Give a man a fish and you feed him for a day; teach a man to fish and you feed him for a lifetime.” The medieval Sephardic Jewish philosopher and astronomer Maimonides is credited with having first uttered these wise words, but many ancient cultures had a version of this proverb that neatly sums up the main benefit of knowing how to feed oneself.
But as I imagine a dinner of mahi-mahi prepared by chefs Sande Fuentes and Jay Garife at Lab-as (Flores Ave; +63 35 225 3536), Dumaguete’s best-known seafood restaurant, I can’t help but point out another reason for learning how to fish: how amazing a plate of fresh catch from the ocean can taste. Imagine expertly sliced cuts of perfectly fresh fish layered over sashimi rice and accented with a spicy dash of wasabi. After spending a few days learning the basics of blue water fishing in Southern Negros, I can say from experience that you haven’t truly tasted mahi-mahi until you’ve caught one yourself.
I grew up with a fishing rod in my hand, was a fishing instructor and guide in college, and my first ‘real’ job was with an organization dedicated to preserving trout-fishing rivers. But I’ve rarely had a chance to try my luck out in the open sea. On freshwater lakes and rivers, I can tell you that knowing the correct bait to use and being able to land it within the radius of a dinner plate from 15m away usually means the difference between success and failure. But after a day searching the Bohol Sea — the immense expanse of water between the islands of Negros and Bohol — for the golden flash of a mahi-mahi in the endless blue, I quickly learned that having an experienced local guide who knows where the fish are makes the difference between a sashimi platter and a sorry tale of ‘the one that got away’ at the bar over a round of pilsner.
In my case, I had the help of Dumaguete local Mike Alano, owner and head guide at Third World Fishing. He’s been plying the waters surrounding the City of Gentle People for years and knows more about the blue water fishing here than almost anyone else. On the day of our expedition, we take off at daybreak from a tiny fishing village in Santa Catalina, a barangay about an hour south of the city.
We set off in a small outrigger pump boat captained by a local fisherman who’s a longtime friend of Mike’s. Over the jackhammer sound of the unmuffled pump boat engine, Mike tells me we’ll be heading to one of the many FADs (fish aggregation devices) built by local fishermen to attract schools of small baitfish to what might otherwise be a desert of empty open sea. The baitfish attract larger predatory species like mahi-mahi, Spanish mackerel, and even the occasional shark.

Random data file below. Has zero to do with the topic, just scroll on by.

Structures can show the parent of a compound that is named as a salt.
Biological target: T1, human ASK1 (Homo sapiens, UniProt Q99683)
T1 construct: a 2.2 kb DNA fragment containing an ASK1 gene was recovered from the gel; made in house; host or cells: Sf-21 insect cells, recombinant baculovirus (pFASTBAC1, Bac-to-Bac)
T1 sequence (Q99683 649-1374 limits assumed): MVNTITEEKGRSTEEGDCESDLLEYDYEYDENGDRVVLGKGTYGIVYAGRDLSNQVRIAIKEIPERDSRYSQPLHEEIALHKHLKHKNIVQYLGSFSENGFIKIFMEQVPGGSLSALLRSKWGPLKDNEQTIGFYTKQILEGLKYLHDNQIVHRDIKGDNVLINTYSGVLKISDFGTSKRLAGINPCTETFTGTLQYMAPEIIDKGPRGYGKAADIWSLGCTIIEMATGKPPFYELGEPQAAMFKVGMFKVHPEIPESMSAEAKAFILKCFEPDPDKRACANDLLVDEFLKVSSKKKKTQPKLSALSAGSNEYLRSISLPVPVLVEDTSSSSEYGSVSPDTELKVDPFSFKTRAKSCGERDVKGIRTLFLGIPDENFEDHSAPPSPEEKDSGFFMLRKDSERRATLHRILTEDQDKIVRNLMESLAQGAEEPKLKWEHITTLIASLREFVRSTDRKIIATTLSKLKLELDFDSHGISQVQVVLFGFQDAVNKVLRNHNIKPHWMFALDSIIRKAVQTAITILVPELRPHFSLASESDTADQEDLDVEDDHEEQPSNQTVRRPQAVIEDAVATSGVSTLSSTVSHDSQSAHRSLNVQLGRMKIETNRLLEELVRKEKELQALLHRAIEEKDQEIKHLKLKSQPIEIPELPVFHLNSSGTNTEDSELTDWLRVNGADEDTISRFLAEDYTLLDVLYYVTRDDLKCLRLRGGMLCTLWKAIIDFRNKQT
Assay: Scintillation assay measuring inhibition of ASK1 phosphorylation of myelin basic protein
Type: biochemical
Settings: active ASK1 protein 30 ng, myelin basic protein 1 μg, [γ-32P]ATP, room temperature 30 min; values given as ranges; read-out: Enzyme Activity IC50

We arrive at the first FAD. Mike rigs up a stout spinning rod fortified with a spool of high-strength braided polyethylene line, a bullet-shaped baitfish of about six inches trailing from the hook. Our captain fires up the boat engine and Mike allows the tiny fish to trail about 80m behind the boat, tracing a wide circle around the FAD.
We spend about 35 minutes trolling the bait, but no bites — time to move to the next FAD about a kilometer away. The morning sun climbs steadily higher; another hour passes, and still no luck (that’s why they call it ‘fishing’, not ‘catching’). Mike and I get lost in the rhythm of the buzzing motor as we stare into the blue horizon and try to convince a fish to break the steady monotony of the trolling bait.
Our lower backs begin to tire from sitting on the bamboo of the cramped little pump boat. Minutes tick by in slow motion, so slow that my mind starts to conjure up images of sea monsters rising in the horizon. I close my eyes. When I open them again, it’s nothing but sky and lapping sea.
Two hours into the day and it feels like we’re going to get skunked. But at FAD #4, the glassy surface of the sea is broken by the nervous skittering of hundreds of tiny fish splashing on the surface to escape some unseen predator below. On our second orbit around the FAD, I feel the unmistakable yank of a bull mahi-mahi inhaling the bait. The fishing rod arcs across the orange bow of the boat, the fishing line singing with the strain of the battle below.
One hundred meters from the boat, the surface detonates with the splash of the bull as it hurls itself out of the water. The fight is nearly over and within minutes we see the gold-green flash of the fish just beneath the boat. With a practiced sweep of the hand, Mike snags the bull’s broad tail, lifting the fish over the wooden gunwale. The beautiful colors of the freshly caught fish blaze in the afternoon sun as we turn the boat towards Dumaguete and the towering silhouette of Mount Talinis. If learning to catch mahi-mahi means getting to eat this well, I’ll be toasting to the fishing philosopher who shared his wisdom with us for many, many days to come.
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This article originally appeared in the October 2016 issue of Smile magazine.